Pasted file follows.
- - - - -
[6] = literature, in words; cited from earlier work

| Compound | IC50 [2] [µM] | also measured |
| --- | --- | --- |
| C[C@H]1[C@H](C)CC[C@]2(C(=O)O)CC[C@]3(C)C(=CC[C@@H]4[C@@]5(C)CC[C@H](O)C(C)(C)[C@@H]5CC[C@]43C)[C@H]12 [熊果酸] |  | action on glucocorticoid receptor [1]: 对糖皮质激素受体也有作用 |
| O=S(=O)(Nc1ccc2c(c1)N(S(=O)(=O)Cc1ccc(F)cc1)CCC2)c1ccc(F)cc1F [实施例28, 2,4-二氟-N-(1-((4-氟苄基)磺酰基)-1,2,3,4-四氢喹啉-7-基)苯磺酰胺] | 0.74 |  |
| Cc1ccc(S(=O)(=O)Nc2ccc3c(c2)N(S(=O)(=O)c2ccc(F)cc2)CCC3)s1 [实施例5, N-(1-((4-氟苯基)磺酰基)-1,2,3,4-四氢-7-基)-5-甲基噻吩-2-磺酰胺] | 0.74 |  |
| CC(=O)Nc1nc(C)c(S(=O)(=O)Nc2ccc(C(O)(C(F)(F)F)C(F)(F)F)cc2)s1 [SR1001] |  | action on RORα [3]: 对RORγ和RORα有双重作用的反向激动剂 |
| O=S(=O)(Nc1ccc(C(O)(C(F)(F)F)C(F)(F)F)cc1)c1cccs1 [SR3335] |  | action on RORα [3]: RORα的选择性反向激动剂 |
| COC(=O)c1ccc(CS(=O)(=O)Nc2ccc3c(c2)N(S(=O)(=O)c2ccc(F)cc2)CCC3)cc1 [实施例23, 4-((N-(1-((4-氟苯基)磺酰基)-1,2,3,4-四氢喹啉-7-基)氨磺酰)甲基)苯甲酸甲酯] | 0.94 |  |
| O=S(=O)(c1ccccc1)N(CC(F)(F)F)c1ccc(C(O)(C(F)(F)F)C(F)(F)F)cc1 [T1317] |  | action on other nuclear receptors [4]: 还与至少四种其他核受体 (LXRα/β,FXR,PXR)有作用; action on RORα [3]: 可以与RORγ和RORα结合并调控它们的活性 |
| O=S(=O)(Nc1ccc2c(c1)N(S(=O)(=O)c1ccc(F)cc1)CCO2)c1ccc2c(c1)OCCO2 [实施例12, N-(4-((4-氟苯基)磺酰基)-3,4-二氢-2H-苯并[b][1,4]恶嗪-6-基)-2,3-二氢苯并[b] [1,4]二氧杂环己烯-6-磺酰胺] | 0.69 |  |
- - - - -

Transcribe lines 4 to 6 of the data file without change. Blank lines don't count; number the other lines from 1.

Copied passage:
| C[C@H]1[C@H](C)CC[C@]2(C(=O)O)CC[C@]3(C)C(=CC[C@@H]4[C@@]5(C)CC[C@H](O)C(C)(C)[C@@H]5CC[C@]43C)[C@H]12 [熊果酸] |  | action on glucocorticoid receptor [1]: 对糖皮质激素受体也有作用 |
| O=S(=O)(Nc1ccc2c(c1)N(S(=O)(=O)Cc1ccc(F)cc1)CCC2)c1ccc(F)cc1F [实施例28, 2,4-二氟-N-(1-((4-氟苄基)磺酰基)-1,2,3,4-四氢喹啉-7-基)苯磺酰胺] | 0.74 |  |
| Cc1ccc(S(=O)(=O)Nc2ccc3c(c2)N(S(=O)(=O)c2ccc(F)cc2)CCC3)s1 [实施例5, N-(1-((4-氟苯基)磺酰基)-1,2,3,4-四氢-7-基)-5-甲基噻吩-2-磺酰胺] | 0.74 |  |